Virgin Islands teachers are currently taking lessons of their own.
Under the guidance of trainers with Kiker Learning, a Google-affiliated platform that instructs teachers in virtual education, primary school instructors are learning how to structure their curriculum before online classes kick off in earnest the first week of May.
Though teachers could be allowed to visit their classrooms to plan and execute their lessons, primary and secondary school students are to remain at home.
As the launch draws near, last-minute preparations are being put in place to make the transition to at-home learning as seamless as possible, Education, Culture, Youth Affairs, Fisheries and Agriculture Minister Dr. Natalio “Sowande” Wheatley said last Thursday in the House of Assembly.
Dr. Wheatley issued the update before government announced the curfew extension, but once the curfew is over, he still hopes teachers will be able to visit their classrooms pending any advice by the Health Emergency Operations Centre and instructions from Cabinet, he said.
“I know that this may be scary for some students and teachers alike because this is not the traditional approach,” Dr. Wheatley said, adding, “Even before Covid-19, our ministry has been discussing the integration of technology into learning.”
As part of an agreement between government and the platform Cisco Webex, teachers will host video conferences and other instructional communications with their students, Dr. Wheatley added.
However, teachers are also encouraged to use other online platforms that can aid their students, including Class Dojo, Facebook, Zoom, or Google Hangouts, according to the minister.
During the period of online instruction, he added, teachers are expected to post comprehensive summaries of each lesson and easily digestible work plans for their students.
Class attendance will still be required: Teachers are charged with reporting absences to their principal, who will then reach out directly to absent students and their parents, Dr. Wheatley said.
The ministry, he added, is also working on an online portal that will contain lessons from various departments that any student or teacher can view.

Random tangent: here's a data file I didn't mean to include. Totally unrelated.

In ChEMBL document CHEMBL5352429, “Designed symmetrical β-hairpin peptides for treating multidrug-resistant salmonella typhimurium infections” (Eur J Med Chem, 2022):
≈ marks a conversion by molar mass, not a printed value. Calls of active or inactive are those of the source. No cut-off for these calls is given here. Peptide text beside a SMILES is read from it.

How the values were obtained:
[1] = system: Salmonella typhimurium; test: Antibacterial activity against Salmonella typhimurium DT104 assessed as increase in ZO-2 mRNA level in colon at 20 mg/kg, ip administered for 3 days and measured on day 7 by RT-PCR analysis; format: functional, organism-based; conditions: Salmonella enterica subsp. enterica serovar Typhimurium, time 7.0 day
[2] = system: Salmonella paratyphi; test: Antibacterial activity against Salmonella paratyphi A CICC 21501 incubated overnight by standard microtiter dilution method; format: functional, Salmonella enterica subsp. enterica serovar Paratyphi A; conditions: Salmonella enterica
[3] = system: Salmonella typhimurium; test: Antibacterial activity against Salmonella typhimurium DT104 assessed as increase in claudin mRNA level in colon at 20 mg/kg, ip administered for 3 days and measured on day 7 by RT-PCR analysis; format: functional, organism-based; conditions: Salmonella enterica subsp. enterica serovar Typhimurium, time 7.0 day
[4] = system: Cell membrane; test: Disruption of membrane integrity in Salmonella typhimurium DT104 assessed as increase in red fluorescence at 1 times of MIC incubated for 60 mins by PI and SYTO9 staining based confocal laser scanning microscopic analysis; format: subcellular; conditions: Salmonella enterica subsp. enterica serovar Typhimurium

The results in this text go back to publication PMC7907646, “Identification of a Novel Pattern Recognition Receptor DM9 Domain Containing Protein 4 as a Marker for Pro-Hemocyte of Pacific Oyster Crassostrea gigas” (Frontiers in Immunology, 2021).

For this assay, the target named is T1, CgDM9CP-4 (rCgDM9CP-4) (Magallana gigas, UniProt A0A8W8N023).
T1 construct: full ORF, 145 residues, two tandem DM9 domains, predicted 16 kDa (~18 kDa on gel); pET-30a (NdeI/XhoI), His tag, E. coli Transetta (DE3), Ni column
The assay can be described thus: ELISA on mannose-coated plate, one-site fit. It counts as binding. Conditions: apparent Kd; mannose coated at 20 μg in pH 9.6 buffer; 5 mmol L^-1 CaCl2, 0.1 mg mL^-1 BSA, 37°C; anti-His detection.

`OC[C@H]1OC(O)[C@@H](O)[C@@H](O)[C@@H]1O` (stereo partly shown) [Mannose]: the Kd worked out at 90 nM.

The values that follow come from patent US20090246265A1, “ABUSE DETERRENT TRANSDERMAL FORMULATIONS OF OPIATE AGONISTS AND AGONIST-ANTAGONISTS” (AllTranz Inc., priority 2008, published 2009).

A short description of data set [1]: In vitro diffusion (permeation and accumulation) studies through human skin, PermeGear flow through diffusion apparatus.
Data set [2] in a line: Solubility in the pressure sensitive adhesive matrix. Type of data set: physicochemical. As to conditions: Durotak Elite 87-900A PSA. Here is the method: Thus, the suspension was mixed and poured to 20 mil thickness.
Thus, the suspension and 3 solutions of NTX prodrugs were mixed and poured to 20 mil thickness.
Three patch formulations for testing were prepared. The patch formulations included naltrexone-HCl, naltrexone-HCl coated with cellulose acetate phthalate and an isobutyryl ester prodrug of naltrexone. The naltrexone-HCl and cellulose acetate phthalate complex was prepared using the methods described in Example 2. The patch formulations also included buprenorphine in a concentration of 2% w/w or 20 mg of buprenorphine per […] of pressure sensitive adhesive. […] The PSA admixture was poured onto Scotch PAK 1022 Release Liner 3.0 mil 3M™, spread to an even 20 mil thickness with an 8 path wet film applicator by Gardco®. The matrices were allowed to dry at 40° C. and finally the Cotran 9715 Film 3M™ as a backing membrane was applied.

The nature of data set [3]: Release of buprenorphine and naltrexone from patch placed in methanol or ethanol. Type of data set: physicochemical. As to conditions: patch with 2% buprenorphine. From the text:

However, attending the virtual classes will be harder for some than others. A recent survey circulated by the ministry found that at least 712 primary and secondary school students lack internet access and 730 do not have the requisite devices for online learning, Dr. Wheatley said.
There could be many more: Only a small percentage of households with school-age children filled out the survey, Dr. Wheatley said.
“In an effort to gather further data to assist in finalising our strategy, I appeal to parents to complete the assessment over the coming days,” he added.
The ministry is also exploring the possibility of holding in-person classes for students with learning disabilities, Dr. Wheatley said, noting that these classes would probably have fewer than 20 participants and comply with all social distancing guidelines.
It is unclear how the recent death and another new Covid-19 case will affect this effort.
Recognising that the coronavirus and all of the ensuing restrictions could have a significant impact on students’ mental health, the ministry will also provide virtual psychosocial counseling for students in need, the minister said.
“We are aware we will not be reaching every student and meeting their learning needs with online learning,” he added. “However, our intention is to ensure no child is left behind.”
The planned changes will impact the current academic schedule, with key stage assessments for grades four through six taking place on June 12, while CXC exams are tentatively scheduled to begin June 24 and end July 17, Dr. Wheatley said.
In light of these changes, graduation requirements, including community service hours and exit proficiency exams, will be reviewed and altered, he added.
Exit exams and graduation ceremonies will be postponed as well, though the ministry may consider an online graduation if needed, according to the minister.
With students facing such disruptions, teachers, parents and administrators will all need to assume greater responsibility for their success, Dr. Wheatley said.
“As we continue with this period of uncertainty, we urge everyone to remain calm,” he said, adding, “With a positive attitude, we will strive to meet the needs of all students at highest level possible.”